The dishonest over production of gold backed paper money broke the gold standard in the US. It doesn't take a rocket scientist to figure out that fiat currencies are much more likely to be massively over printed. In a best case scenario, long-term low inflation slowly eats away at the value. In a worst case scenario, a government in crisis will try to print its way out, which can trigger hyper-inflation and even economic collapse.

    Happily, since there isn't any sort of economic or debt crisis, there's no motivation for the USA or European Central Bank to print huge amounts of fiat . . .

    Oh wait. This could be very very bad.
     
  4. MichelAnge21

    MichelAnge21 Sergeant

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    Pharaoh

    Everything you wrote is absolutely true and that is why we will never go back to the gold standard. Our economies grow because we constantly create debt and all debt MUST be paid or the system collapses. Now, the only way to pay the debt is a normal inflation. It can be a moderate inflation or out-of-control inflation, but inflation helps the borrower because he repays with a depreciated currency. On the other hand, a reasonable interest rate compensate the lender. Nothing would be that simple with gold. Of course, gold would protect us from the neverending cycle of booms and busts, but growth would be very limited simply because we need to stimulate growth by convincing people to go shopping with borrowed money ( and paying interest ).

    The mere fact that interest is paid increases the monetary mass. Where there was a 1000 dollars debt last year, there must be a 1050 repayment now at maturity. Will you have to dig 1 gram of gold from the ground now because you need to print 50 extra dollars for the interest ? Or, as you said, you keep the same amount of gold at Fort Knox and it appreciates, but you still need to print money. And this way, your currency is not strictly pegged to gold at all. When France used the gold franc, the franc weighed a precise quantity of gold that never changed for over 100 years. In other words, a 100 franc coin always weighed 5 times as much as a 20 franc coin and the franc was defined by Law as exactly a certain weight of gold. If you print money and your gold reserve is the same, your dollar is not worth the same weight of gold as before. As the economy grew, France always had to increase her gold reserves through international trade. It actually worked pretty well back then and until WW1, but it s not adapted to our modern economy. The USA, for example, with chronic trade deficit, would be doomed ( because they would settle international payments in gold ) Instead of detaining " fiat dollars ", China could build the most enormous gold reserves in History. Eventually, international trade would simply shrink.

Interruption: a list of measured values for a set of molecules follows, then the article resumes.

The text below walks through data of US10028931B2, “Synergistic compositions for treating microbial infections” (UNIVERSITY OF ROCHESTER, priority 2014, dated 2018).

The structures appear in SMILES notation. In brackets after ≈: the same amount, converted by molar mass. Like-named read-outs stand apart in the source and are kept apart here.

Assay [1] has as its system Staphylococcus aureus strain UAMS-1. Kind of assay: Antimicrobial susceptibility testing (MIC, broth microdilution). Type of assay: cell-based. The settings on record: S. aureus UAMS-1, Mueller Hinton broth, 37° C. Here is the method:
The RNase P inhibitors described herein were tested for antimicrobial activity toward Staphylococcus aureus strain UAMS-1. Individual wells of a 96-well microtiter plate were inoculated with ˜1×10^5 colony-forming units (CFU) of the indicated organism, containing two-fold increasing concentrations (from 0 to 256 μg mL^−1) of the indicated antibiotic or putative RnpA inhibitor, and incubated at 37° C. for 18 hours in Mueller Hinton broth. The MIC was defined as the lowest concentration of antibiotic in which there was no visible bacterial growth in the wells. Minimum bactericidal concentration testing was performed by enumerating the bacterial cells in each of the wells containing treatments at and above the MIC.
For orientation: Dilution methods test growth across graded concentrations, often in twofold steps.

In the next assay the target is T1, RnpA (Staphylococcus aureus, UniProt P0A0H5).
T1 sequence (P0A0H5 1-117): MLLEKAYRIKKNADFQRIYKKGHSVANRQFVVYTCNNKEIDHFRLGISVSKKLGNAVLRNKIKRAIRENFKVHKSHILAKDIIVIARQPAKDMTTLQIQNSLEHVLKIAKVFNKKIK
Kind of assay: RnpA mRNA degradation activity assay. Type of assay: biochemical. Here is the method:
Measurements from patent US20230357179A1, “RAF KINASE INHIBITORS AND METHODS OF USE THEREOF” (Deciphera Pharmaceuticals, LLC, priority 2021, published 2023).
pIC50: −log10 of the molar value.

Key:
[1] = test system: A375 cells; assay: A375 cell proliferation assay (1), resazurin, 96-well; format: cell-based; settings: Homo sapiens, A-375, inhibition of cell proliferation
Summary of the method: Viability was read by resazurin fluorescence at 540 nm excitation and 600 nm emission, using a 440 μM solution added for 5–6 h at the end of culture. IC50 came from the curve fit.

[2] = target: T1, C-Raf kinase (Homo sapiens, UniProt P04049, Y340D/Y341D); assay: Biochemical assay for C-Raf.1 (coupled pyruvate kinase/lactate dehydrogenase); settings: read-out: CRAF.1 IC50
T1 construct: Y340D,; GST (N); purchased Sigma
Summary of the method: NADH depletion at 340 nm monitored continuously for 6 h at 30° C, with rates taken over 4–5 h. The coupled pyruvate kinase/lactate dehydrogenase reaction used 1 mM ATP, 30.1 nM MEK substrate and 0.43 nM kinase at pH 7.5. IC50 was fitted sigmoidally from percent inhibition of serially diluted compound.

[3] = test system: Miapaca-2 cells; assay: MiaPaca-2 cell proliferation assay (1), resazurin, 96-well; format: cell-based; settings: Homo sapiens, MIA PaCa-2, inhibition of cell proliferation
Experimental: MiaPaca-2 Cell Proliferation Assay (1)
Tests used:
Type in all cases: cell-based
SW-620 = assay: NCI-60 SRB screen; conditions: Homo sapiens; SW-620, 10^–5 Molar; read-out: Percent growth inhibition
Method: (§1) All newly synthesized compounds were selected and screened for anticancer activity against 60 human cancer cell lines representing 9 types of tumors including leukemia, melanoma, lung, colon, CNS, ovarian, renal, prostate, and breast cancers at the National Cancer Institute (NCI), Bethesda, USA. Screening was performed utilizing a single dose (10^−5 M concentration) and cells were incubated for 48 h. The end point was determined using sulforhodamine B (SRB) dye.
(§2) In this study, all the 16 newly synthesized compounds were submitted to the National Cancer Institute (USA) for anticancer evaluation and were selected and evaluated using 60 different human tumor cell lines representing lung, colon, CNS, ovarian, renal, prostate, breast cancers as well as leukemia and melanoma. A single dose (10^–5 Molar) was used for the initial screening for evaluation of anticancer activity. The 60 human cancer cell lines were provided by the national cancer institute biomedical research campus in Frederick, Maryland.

Finally, I never agreed with people who insist gold has a " real value " We have very few industrial uses for gold: we actually dont need that stuff. Only with what we already mined since your namesakes, the Pharaohs, we would have an industrial inventory for many centuries. That s why of course it was perfect as a currency: we do not consume it. We can accumulate it. But its " value " is purely subjective. We see it as valuable: therefore it has value.That is circular thinking at its best. Gold is the opposite of an essential commodity: it s a mostly useless commodity. Food has value: without it, you die. Labor has value: time is money. Let me finish my " Gold-extractor-from-seawater machine " and you ll see if your gold still has value. ( BTW, I m about to sollicitate FPA members who would like to invest in my invention. I think this is a fertile ground here judging by the numbers who send their money to anybody promising a 1000% ROI ).